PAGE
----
For further information:
Insurance: Make sure your health insurance plan covers you when you are outside of the United States.
Medical Care: It is limited and well below U.S. standards. U.S. citizens often depart Kazakhstan for medical treatment, including many routine procedures. Although the Embassy cannot provide medical advice or provide medical services to the public, U.S. Mission Kazakhstan maintains a list of English-speaking physicians.
Call the Rescue Service by dialing “112.” Other provider numbers are: 101 for Fire, 102 for Police, 103 for Emergency Medical Assistance, and 104 in the event of a gas leak.
Prescriptions: Carry prescription medication in original packaging, along with your doctor’s prescription.
Vaccinations: Be up-to-date on all recommended vaccinations, per CDC’s information.
Further Health Information:
You must obey all laws in Kazakhstan.
Arrest: If you are arrested or detained, ask police or prison officials to notify the U.S. Embassy immediately. See our webpage for further information.
Document Authentications: The majority of local authorities in Kazakhstan, including public notaries, do not recognize foreign documents without an apostille (authentication) stamp. The U.S. Embassy and the U.S. Consulate General in Almaty do not provide apostille services. If you wish to use your vital record documents (marriage, birth, or divorce certificates), education documents, or U.S. police records in Kazakhstan, you should authenticate your documents in the state where the original document was issued.
Earthquakes: Kazakhstan is an earthquake-prone country. The U.S. Department of State has ranked the earthquake threat level within Almaty as a Level 4 (the highest level assigned). Building practices within Kazakhstan do not generally meet U.S. seismic standards. Local authorities do not have sufficient resources to respond to a large-scale disaster.
Women Travelers: If you are a woman traveling abroad, please review our travel tips for Women Travelers.
LGBTI Travelers: There are no specific legal restrictions on same-sex sexual relations or the organization of Lesbian, Gay, Bisexual and Transgender and Intersex (LGBTI) events in Kazakhstan. Negative social attitudes towards LGBTI persons are widespread, and local LGBTI persons are sometimes subject to physical and verbal abuse, as well as unwanted attention from police. See our LGBTI Travel Information page and section 6 of our Human Rights report for further details.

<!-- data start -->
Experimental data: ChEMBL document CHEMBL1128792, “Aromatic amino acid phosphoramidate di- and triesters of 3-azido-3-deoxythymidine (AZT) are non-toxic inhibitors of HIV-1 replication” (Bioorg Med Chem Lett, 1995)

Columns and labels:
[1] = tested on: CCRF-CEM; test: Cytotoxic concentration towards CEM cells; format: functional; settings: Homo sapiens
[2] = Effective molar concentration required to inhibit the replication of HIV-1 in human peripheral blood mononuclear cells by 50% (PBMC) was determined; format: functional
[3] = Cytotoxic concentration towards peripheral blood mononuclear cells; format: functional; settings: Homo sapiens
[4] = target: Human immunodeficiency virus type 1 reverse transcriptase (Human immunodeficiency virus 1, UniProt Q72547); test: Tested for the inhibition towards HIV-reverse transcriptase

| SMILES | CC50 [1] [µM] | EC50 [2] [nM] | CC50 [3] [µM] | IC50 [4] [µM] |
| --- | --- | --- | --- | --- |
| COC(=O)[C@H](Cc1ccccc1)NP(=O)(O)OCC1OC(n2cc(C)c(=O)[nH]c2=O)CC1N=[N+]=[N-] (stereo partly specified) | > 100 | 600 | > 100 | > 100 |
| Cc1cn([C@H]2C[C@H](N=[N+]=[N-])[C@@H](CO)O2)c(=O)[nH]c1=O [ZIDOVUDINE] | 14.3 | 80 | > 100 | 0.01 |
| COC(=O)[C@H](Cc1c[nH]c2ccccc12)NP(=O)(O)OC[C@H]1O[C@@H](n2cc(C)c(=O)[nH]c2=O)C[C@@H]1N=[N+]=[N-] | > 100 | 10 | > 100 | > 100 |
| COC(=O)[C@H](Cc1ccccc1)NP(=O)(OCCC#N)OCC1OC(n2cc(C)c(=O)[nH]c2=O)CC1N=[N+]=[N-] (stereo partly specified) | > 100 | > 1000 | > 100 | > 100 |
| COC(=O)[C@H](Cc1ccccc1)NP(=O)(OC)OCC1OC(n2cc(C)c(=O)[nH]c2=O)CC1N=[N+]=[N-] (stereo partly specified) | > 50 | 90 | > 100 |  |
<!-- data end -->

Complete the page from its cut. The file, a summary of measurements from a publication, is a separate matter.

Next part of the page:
Travelers Who Require Accessibility Assistance: Many buildings, public walkways, and public transportation remain inaccessible to persons with disabilities.
Road Conditions and Safety:
Aviation Safety Oversight: As there is no direct commercial air service to the United States by carriers registered in Kazakhstan, the U.S. Federal Aviation Administration (FAA) has not assessed the government of Kazakhstan’s Civil Aviation Authority for compliance with International Civil Aviation Organization (ICAO) aviation safety standards. Further information may be found on the FAA’s safety assessment page.
International Civil Aviation Organization (ICAO, a specialized agency of the United Nations) inspectors, however, have identified serious and persistent lapses in the safety oversight of commercial air service on Kazakhstan-registered airlines. As a result U.S. government personnel are not permitted to travel on any Kazakhstani airline operating regularly scheduled flights except for Air Astana. This policy only applies to the official travel of U.S. government personnel and will be reevaluated as reforms are undertaken and future technical reviews, such as audits by ICAO, determine that Kazakhstan’s civil aviation operations more substantially comply with acceptable international safety standards.